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Wild and Woolly

Wild and Woolly(1937)

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Crying Boy

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FULL SYNOPSIS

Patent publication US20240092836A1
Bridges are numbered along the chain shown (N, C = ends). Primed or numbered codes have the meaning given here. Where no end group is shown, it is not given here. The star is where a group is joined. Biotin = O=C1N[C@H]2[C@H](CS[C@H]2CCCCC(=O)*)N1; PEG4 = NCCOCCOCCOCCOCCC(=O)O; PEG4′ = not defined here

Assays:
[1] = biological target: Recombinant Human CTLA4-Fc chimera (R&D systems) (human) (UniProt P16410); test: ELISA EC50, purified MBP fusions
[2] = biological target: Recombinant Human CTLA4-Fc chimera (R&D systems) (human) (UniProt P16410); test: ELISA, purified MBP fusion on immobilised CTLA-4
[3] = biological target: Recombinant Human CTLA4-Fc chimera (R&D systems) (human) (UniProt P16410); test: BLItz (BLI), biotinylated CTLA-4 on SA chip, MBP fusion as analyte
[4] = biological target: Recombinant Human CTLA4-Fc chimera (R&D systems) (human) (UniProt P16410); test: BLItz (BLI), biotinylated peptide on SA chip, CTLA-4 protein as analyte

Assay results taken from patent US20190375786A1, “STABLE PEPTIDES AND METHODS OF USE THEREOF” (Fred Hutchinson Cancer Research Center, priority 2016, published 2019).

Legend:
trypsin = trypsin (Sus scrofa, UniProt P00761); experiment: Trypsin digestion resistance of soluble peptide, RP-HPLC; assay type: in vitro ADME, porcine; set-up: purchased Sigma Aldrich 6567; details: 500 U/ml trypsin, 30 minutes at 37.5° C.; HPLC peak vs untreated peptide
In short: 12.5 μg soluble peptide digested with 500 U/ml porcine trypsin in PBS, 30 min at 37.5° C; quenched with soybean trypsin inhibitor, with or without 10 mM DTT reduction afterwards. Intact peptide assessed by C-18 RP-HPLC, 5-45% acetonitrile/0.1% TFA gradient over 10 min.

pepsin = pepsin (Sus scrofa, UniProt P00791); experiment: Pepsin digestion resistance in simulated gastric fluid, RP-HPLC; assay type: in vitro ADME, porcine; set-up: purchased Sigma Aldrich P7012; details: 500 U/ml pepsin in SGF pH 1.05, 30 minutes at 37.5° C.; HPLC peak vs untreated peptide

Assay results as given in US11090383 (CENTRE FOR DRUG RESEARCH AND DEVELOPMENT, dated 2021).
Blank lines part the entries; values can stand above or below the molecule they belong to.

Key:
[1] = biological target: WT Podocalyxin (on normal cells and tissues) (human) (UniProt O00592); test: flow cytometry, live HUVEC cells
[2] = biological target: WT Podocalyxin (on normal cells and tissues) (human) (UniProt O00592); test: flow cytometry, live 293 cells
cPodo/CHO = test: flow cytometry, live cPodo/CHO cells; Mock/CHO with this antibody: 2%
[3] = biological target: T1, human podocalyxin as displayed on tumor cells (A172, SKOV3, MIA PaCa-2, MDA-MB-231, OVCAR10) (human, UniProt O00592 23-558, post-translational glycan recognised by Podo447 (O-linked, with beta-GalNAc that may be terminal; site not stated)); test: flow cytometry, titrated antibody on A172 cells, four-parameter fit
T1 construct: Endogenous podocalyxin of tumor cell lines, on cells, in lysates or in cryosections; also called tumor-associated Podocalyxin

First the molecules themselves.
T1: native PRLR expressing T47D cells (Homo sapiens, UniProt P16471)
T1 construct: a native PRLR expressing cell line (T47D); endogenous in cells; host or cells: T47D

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A week before the "Pioneer Days" celebration in Mesa City, which marks the town's fiftieth anniversary, Chaunce Ralston, the straitlaced son of the town's banker, disputes the claim of precocious Arnette Flynn about her grandfather Hercules' past heroics. Arnette contends that "Gramp" was the first sheriff of Mesa County and, before that, a bandit who held up the old "iron horse." As she and Chaunce argue aboard the train, Arnette pulls a lever, which causes the train to speed away. Meanwhile, Frank Bailey is on his way to town to run the newspaper, which his father owns, as the first step toward eventually taking over the business. Frank sees the screaming children on the runaway train and jumps aboard. He stops the train, and when they see the eastbound express heading for them, Frank runs the train in reverse back to town, where Arnette's young friend Zero switches the tracks just in time to avoid an accident. Later, when Arnette sees her schoolteacher, Ruth Morris, approach, she enlists Frank's help to keep Ruth from telling Gramp that she has been playing "hookey." Attracted to Ruth, Frank is happy to accept the assignment. That night, Zero overhears Chaunce's egotistical and blustering father, Edward E. Ralston, agree to arrange for two men from Reno, Blackie Morgan and Lutz, to run an old-fashioned dance-hall and gambling dive during the celebration for a cut of the take. The next day, Arnette convinces Frank to give her a job as a reporter, and she has Zero tell Frank what he heard. Later, as Ralston makes a speech in city hall, Arnette shoots spitballs and hits the cymbal which Chaunce plays. The continual interruptions cause the hall to explode in laughter. Frank nominates Gramp, who has been feuding with Ralston for forty years, to play the sheriff in the reenactment of the holdup of the "iron horse." When Ralston finds his car covered with "Flynn for Sheriff" stickers, he says that the town is not big enough for himself and Gramp. Happy to hear the words, Gramp challenges Ralston to a duel, and Chaunce accepts for his cowardly father. Ruth and Frank talk Gramp out of going through with the duel for Arnette's sake, although Gramp is worried about what she will think of him if he backs off. The next morning, Ralston nervously awaits Gramp, until word is sent that Gramp is drunk at the new saloon. Arnette leads the drunken Gramp home, amidst jeers and laughter. That night, Arnette, ashamed of her grandfather, awakens Zero in his treehouse to run away, but they spy Ruth's fiancé, Barton Henshaw, who is Ralston's nephew and a cashier at his bank, meeting with Morgan and Lutz. After overhearing Morgan, to whom Henshaw owes money, plan to really rob the bank during the supposed fake robbery the next day, Arnette returns and tells Gramp. Despite her pleas that this is his chance to prove he is a hero, Gramp says that he does not want to save Ralston's bank. The next day, during the robbery, when Henshaw says he can't go through with it, he is shot in the hand by one of the crooks. Gramp, seeing Arlette and Zero yelling from the stage on which the robbers have escaped, rides to the rescue. After the back wheels of the stage, which Arlette and Zero have loosened, fall off, Gramp captures the crooks, and he is acclaimed a hero by his proud granddaughter. Frank hugs Ruth, as Ralston attempts to apologize to Gramp. At Arlette's instigation, Ralston and Gramp shake hands, after which Chaunce kisses Arlette. Her initial grimace turns into laughter, and she slaps Chaunce on the shoulder.